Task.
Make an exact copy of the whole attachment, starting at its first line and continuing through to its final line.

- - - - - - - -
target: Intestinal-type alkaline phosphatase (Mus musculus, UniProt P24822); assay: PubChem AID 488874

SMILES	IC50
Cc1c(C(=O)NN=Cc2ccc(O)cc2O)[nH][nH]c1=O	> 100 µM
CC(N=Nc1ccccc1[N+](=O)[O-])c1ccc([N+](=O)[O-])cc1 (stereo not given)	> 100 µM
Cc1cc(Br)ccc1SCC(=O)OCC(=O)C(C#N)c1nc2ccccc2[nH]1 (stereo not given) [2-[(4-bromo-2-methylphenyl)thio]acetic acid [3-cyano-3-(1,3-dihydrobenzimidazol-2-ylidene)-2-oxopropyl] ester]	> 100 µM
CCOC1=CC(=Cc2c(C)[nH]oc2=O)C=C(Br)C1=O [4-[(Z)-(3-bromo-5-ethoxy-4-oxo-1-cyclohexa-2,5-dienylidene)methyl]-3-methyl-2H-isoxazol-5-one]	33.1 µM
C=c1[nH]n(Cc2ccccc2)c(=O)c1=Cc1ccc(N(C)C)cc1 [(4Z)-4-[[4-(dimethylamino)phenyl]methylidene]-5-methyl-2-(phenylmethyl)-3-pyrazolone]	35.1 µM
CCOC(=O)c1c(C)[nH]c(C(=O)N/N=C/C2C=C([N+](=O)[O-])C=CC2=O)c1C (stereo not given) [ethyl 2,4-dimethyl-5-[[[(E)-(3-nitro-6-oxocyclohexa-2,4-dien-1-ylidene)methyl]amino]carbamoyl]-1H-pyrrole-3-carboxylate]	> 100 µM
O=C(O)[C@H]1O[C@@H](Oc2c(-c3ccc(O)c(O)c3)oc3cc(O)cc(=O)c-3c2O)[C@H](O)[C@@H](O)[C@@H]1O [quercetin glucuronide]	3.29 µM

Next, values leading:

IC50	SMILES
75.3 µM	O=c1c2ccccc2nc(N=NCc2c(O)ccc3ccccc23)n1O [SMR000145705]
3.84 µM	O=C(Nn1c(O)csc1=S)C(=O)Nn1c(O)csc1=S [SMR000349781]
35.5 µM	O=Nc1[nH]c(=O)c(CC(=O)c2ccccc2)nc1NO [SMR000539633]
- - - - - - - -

target: Intestinal-type alkaline phosphatase (Mus musculus, UniProt P24822); assay: PubChem AID 488874

SMILES	IC50
Cc1c(C(=O)NN=Cc2ccc(O)cc2O)[nH][nH]c1=O	> 100 µM
CC(N=Nc1ccccc1[N+](=O)[O-])c1ccc([N+](=O)[O-])cc1 (stereo not given)	> 100 µM
Cc1cc(Br)ccc1SCC(=O)OCC(=O)C(C#N)c1nc2ccccc2[nH]1 (stereo not given) [2-[(4-bromo-2-methylphenyl)thio]acetic acid [3-cyano-3-(1,3-dihydrobenzimidazol-2-ylidene)-2-oxopropyl] ester]	> 100 µM
CCOC1=CC(=Cc2c(C)[nH]oc2=O)C=C(Br)C1=O [4-[(Z)-(3-bromo-5-ethoxy-4-oxo-1-cyclohexa-2,5-dienylidene)methyl]-3-methyl-2H-isoxazol-5-one]	33.1 µM
C=c1[nH]n(Cc2ccccc2)c(=O)c1=Cc1ccc(N(C)C)cc1 [(4Z)-4-[[4-(dimethylamino)phenyl]methylidene]-5-methyl-2-(phenylmethyl)-3-pyrazolone]	35.1 µM
CCOC(=O)c1c(C)[nH]c(C(=O)N/N=C/C2C=C([N+](=O)[O-])C=CC2=O)c1C (stereo not given) [ethyl 2,4-dimethyl-5-[[[(E)-(3-nitro-6-oxocyclohexa-2,4-dien-1-ylidene)methyl]amino]carbamoyl]-1H-pyrrole-3-carboxylate]	> 100 µM
O=C(O)[C@H]1O[C@@H](Oc2c(-c3ccc(O)c(O)c3)oc3cc(O)cc(=O)c-3c2O)[C@H](O)[C@@H](O)[C@@H]1O [quercetin glucuronide]	3.29 µM

Next, values leading:

IC50	SMILES
75.3 µM	O=c1c2ccccc2nc(N=NCc2c(O)ccc3ccccc23)n1O [SMR000145705]
3.84 µM	O=C(Nn1c(O)csc1=S)C(=O)Nn1c(O)csc1=S [SMR000349781]
35.5 µM	O=Nc1[nH]c(=O)c(CC(=O)c2ccccc2)nc1NO [SMR000539633]